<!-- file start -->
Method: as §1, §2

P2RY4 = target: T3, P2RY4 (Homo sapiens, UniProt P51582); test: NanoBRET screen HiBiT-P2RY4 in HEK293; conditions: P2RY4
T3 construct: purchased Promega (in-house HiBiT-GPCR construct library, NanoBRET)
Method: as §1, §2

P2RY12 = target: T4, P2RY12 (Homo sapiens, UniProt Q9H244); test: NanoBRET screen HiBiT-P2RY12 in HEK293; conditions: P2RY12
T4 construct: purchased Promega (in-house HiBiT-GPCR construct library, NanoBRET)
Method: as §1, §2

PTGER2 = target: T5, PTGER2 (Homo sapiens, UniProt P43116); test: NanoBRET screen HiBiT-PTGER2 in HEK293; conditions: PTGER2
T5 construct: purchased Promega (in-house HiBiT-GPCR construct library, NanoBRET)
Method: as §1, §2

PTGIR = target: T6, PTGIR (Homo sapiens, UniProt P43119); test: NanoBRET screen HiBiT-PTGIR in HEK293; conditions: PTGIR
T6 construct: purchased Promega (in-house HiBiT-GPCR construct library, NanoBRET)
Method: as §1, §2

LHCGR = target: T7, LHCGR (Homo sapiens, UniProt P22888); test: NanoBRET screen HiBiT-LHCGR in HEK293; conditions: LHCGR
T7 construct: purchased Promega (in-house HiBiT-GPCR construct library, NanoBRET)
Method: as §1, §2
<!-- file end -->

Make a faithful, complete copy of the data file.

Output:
Method: as §1, §2

P2RY4 = target: T3, P2RY4 (Homo sapiens, UniProt P51582); test: NanoBRET screen HiBiT-P2RY4 in HEK293; conditions: P2RY4
T3 construct: purchased Promega (in-house HiBiT-GPCR construct library, NanoBRET)
Method: as §1, §2

P2RY12 = target: T4, P2RY12 (Homo sapiens, UniProt Q9H244); test: NanoBRET screen HiBiT-P2RY12 in HEK293; conditions: P2RY12
T4 construct: purchased Promega (in-house HiBiT-GPCR construct library, NanoBRET)
Method: as §1, §2

PTGER2 = target: T5, PTGER2 (Homo sapiens, UniProt P43116); test: NanoBRET screen HiBiT-PTGER2 in HEK293; conditions: PTGER2
T5 construct: purchased Promega (in-house HiBiT-GPCR construct library, NanoBRET)
Method: as §1, §2

PTGIR = target: T6, PTGIR (Homo sapiens, UniProt P43119); test: NanoBRET screen HiBiT-PTGIR in HEK293; conditions: PTGIR
T6 construct: purchased Promega (in-house HiBiT-GPCR construct library, NanoBRET)
Method: as §1, §2

LHCGR = target: T7, LHCGR (Homo sapiens, UniProt P22888); test: NanoBRET screen HiBiT-LHCGR in HEK293; conditions: LHCGR
T7 construct: purchased Promega (in-house HiBiT-GPCR construct library, NanoBRET)
Method: as §1, §2